1984 Audi Quattro

We don’t often get to look at 1984 Quattros, and that’s for a good reason. While Quattros are rare stateside full-stop with only 664 brought here originally, just 10% – 65 – were ’84 model year cars. Like ’85, ’84 was a transition year as the newer dashboard, 8″ Ronals and a few other minor changes crept into production. LY5Y Amazon Blue Metallic was offered alongside the Helios Blue Metallic in 1983, but for 1984 it became the sole dark blue offered. It’s a very pretty color, and is here coupled were with some nice and common upgrades to the early cars. Most obvious are the addition of European H1/H4 sloped headlights and grill, which give the Quattro a more updated and aerodynamic look. More subtle is the tucking of the impact bumpers which combined with the headlights give a more Euro feel to this example:

CLICK FOR DETAILS: 1984 Audi Quattro on eBay

Continue reading

1984 Audi Quattro

Okay, the third blue Audi in a row and so far I’ve been batting out in terms of cars I’d put in my ultimate garage. While the Audi TT would be on the list, the 180 version wouldn’t be my first choice, and though I wouldn’t kick the S4 out of my bed, I’d opt for a Avant version first. So how about my favorite chassis?

I’ve owned something like 8 or 9 Audi B2s, and though I came very close to owning a Quattro once, my history doesn’t include the illustrious leader of the pack. But a Quattro would very certainly be on my list of ultimate Audis. Which one would I want? Well, if money were no object, I’d probably choose a RR 20V first. The last of the run produced right through the 1991 model year, they were also arguably the best of the breed too; more refined than early models and sporting the 3B 2.2 liter 20V engine we saw in the 200 20V. While 20V conversions are popular, this one was factory. Here’s a link to a nice ’89 that’s for sale for a bit over $100,000.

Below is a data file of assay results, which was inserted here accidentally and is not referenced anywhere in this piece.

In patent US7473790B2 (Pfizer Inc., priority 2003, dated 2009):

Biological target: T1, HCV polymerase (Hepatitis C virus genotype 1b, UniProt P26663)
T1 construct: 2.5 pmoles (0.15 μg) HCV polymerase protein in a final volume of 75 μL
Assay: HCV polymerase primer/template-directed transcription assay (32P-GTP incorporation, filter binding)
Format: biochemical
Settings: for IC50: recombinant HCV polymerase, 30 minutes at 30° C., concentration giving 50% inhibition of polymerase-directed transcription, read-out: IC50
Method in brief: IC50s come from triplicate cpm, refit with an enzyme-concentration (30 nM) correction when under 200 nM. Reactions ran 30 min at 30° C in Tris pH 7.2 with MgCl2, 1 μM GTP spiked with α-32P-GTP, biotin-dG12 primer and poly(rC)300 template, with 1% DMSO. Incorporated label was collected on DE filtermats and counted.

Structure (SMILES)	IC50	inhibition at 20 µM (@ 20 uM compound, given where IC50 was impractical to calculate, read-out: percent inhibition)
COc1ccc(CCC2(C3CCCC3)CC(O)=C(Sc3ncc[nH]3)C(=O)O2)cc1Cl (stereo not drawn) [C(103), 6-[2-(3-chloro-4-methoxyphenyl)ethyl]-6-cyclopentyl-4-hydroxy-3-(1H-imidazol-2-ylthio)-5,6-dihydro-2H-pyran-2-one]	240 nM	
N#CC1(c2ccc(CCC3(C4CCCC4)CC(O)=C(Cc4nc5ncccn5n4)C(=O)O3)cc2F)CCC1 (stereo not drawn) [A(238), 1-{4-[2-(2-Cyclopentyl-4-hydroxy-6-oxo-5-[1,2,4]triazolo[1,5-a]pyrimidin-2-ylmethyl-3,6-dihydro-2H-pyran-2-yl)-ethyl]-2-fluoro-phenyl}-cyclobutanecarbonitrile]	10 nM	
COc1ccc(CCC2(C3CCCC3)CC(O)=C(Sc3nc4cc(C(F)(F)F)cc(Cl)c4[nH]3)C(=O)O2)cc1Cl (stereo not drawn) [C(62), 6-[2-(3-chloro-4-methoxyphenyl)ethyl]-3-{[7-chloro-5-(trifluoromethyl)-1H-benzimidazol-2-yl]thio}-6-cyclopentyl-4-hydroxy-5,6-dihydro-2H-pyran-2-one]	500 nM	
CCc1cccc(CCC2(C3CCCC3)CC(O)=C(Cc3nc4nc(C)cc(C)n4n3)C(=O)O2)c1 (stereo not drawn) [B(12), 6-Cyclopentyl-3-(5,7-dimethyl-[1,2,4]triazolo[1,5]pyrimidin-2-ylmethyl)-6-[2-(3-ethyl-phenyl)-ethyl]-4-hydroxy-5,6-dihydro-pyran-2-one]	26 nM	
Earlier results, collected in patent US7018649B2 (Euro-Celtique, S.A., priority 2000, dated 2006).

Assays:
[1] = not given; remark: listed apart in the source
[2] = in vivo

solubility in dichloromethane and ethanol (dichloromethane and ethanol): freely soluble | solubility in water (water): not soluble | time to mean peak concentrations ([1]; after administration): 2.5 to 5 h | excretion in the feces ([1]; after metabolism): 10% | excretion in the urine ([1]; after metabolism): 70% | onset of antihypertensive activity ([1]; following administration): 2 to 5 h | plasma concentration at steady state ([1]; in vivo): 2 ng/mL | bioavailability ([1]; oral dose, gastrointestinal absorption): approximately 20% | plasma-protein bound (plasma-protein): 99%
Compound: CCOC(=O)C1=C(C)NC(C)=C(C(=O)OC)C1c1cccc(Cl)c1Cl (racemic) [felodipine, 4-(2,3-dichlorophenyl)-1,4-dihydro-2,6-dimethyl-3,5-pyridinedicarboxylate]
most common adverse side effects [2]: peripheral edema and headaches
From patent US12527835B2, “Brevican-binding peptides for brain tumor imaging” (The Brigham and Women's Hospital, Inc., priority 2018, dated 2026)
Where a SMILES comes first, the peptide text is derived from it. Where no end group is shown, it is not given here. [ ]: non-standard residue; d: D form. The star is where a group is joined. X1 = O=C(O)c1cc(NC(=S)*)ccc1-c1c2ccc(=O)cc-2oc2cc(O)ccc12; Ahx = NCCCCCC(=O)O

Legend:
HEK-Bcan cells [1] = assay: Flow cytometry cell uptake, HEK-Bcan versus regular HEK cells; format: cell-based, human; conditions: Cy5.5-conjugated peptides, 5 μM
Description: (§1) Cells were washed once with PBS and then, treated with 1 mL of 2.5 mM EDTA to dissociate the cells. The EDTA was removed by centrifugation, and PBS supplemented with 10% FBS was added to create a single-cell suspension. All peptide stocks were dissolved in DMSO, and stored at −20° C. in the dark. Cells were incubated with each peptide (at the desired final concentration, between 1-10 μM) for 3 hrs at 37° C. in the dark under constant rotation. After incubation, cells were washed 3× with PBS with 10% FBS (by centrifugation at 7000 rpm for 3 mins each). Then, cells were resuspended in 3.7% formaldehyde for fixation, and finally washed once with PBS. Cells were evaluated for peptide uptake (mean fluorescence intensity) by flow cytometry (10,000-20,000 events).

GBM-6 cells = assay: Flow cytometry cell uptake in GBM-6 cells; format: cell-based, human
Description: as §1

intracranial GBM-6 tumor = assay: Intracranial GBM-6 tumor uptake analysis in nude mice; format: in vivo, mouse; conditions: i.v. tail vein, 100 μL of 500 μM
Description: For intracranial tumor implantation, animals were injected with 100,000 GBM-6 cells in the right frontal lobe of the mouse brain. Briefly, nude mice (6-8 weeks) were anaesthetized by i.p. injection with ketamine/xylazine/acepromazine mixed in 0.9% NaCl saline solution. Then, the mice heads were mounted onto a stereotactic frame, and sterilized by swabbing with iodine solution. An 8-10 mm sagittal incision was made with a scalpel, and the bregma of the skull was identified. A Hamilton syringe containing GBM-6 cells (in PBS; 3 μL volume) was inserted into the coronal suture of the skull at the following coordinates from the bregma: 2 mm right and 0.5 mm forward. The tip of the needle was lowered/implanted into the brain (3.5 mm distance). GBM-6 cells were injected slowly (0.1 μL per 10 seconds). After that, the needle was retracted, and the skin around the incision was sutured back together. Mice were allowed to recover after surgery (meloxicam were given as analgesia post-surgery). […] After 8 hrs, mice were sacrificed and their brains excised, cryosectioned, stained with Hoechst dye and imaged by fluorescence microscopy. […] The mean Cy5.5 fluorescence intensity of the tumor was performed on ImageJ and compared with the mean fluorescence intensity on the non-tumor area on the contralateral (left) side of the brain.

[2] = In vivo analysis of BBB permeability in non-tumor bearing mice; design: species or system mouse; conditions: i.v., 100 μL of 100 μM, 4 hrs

More affordable are the cars that actually came to the U.S.. It’s a bit of a chuckle, though, as only a few years ago you could pick up a really nice example for well under $20,000. Today, those same cars are trading between $40,000 and $60,000 depending on condition. Here’s a very nice ’84 that comes in right at the middle of that range (and half the amount of the lustful RR) – so how does it stack up?

CLICK FOR DETAILS: 1984 Audi Quattro on eBay

Continue reading

1983 Audi Quattro

It’s strange to follow up Rob’s ostentatious 911R with a 1983 Audi Quattro and remember that, at one point, they were competitors in the marketplace. Though the basis for what made the Quattro legendary; inspired racey styling, boxflares, turbocharging and all-wheel drive with a near-luxury interior seems almost trite, the Quattro really was a revolution in design. Some ten times more dear than an E30 M3, in recent years the Audi has gained a lot more respect in the marketplace. There are those that say you can’t really compare the Quattro to the M3, or even the 911 – though the pricing was quite similar. But isn’t that the point? In period, the other car you could have bought for the same money was a basic 911. And the market spoke: in 1983, Audi sold some 240 Quattros in the U.S.. Porsche, on the other hand, traded 5,707 911SCs between the Coupe, Targa and new Cabriolet models. There was basically no market overlap with the other two major contenders – the 944 Turbo and the M3. Both those cars, and the 911, were finished to a higher level of quality with better components, arguably, but the real difference was the type of owner who bought the Quattro versus the 911. These cars were built to be used and abused, and many were.